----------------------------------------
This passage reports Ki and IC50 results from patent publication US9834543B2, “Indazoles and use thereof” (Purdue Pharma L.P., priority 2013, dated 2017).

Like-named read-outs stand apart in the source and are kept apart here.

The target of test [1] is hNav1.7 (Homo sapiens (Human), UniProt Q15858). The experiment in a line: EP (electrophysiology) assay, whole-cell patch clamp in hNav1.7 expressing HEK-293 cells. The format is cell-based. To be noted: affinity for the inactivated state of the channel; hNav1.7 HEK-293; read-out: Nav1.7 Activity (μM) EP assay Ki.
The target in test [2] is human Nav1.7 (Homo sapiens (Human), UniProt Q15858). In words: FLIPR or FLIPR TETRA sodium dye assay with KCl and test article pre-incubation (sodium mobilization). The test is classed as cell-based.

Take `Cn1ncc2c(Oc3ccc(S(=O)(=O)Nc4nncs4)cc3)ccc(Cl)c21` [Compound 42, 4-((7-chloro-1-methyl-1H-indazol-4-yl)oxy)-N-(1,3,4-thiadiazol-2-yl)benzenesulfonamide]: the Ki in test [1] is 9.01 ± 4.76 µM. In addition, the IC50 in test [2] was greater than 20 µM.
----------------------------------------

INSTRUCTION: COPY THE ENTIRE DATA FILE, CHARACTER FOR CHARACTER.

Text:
This passage reports Ki and IC50 results from patent publication US9834543B2, “Indazoles and use thereof” (Purdue Pharma L.P., priority 2013, dated 2017).

Like-named read-outs stand apart in the source and are kept apart here.

The target of test [1] is hNav1.7 (Homo sapiens (Human), UniProt Q15858). The experiment in a line: EP (electrophysiology) assay, whole-cell patch clamp in hNav1.7 expressing HEK-293 cells. The format is cell-based. To be noted: affinity for the inactivated state of the channel; hNav1.7 HEK-293; read-out: Nav1.7 Activity (μM) EP assay Ki.
The target in test [2] is human Nav1.7 (Homo sapiens (Human), UniProt Q15858). In words: FLIPR or FLIPR TETRA sodium dye assay with KCl and test article pre-incubation (sodium mobilization). The test is classed as cell-based.

Take `Cn1ncc2c(Oc3ccc(S(=O)(=O)Nc4nncs4)cc3)ccc(Cl)c21` [Compound 42, 4-((7-chloro-1-methyl-1H-indazol-4-yl)oxy)-N-(1,3,4-thiadiazol-2-yl)benzenesulfonamide]: the Ki in test [1] is 9.01 ± 4.76 µM. In addition, the IC50 in test [2] was greater than 20 µM.